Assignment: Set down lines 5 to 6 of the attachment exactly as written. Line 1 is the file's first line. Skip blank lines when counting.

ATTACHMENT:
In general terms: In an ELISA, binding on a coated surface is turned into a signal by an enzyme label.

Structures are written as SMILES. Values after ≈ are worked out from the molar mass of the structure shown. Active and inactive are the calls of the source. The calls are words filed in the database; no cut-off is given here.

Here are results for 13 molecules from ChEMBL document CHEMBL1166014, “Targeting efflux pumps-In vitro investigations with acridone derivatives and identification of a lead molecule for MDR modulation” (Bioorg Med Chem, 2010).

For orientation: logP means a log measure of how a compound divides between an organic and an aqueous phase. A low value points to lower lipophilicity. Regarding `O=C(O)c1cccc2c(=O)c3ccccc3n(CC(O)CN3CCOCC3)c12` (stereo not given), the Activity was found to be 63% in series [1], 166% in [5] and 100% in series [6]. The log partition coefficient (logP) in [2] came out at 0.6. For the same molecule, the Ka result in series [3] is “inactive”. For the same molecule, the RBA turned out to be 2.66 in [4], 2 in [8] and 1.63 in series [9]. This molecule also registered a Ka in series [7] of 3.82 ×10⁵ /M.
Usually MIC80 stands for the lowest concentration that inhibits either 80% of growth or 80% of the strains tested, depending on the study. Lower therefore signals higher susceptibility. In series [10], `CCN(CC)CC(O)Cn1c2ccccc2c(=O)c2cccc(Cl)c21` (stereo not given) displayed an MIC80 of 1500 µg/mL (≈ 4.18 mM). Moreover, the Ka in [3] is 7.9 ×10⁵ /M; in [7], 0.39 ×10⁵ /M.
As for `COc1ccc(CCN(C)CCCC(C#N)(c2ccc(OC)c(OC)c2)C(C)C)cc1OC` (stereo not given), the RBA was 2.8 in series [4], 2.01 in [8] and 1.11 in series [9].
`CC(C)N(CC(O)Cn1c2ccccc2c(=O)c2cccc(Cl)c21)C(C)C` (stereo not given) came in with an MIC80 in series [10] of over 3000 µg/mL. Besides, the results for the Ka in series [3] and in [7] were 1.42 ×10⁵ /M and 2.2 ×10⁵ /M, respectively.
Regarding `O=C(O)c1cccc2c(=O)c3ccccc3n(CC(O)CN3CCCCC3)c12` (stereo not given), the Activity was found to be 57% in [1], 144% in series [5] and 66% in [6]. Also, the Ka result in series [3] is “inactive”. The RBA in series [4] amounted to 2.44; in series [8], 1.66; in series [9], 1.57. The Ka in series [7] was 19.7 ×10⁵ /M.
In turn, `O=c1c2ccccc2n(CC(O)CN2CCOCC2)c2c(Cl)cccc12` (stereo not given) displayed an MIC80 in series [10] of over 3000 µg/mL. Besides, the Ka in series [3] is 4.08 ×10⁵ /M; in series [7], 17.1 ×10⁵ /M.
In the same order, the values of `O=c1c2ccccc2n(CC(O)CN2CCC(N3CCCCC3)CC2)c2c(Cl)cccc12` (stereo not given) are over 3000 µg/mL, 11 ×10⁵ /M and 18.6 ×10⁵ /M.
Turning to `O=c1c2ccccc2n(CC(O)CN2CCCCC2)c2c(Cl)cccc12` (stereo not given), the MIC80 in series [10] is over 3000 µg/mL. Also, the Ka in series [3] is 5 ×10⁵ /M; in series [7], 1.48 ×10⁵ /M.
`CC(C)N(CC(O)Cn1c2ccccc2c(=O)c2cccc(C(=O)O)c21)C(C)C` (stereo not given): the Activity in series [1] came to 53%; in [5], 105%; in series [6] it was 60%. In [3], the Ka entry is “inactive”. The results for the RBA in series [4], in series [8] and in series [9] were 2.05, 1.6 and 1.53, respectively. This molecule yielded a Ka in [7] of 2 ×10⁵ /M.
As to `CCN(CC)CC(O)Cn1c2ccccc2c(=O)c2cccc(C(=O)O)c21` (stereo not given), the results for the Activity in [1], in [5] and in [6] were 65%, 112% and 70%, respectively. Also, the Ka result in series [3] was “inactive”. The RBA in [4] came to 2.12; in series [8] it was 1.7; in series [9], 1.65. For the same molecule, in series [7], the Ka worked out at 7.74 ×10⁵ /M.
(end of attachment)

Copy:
Usually MIC80 stands for the lowest concentration that inhibits either 80% of growth or 80% of the strains tested, depending on the study. Lower therefore signals higher susceptibility. In series [10], `CCN(CC)CC(O)Cn1c2ccccc2c(=O)c2cccc(Cl)c21` (stereo not given) displayed an MIC80 of 1500 µg/mL (≈ 4.18 mM). Moreover, the Ka in [3] is 7.9 ×10⁵ /M; in [7], 0.39 ×10⁵ /M.
As for `COc1ccc(CCN(C)CCCC(C#N)(c2ccc(OC)c(OC)c2)C(C)C)cc1OC` (stereo not given), the RBA was 2.8 in series [4], 2.01 in [8] and 1.11 in series [9].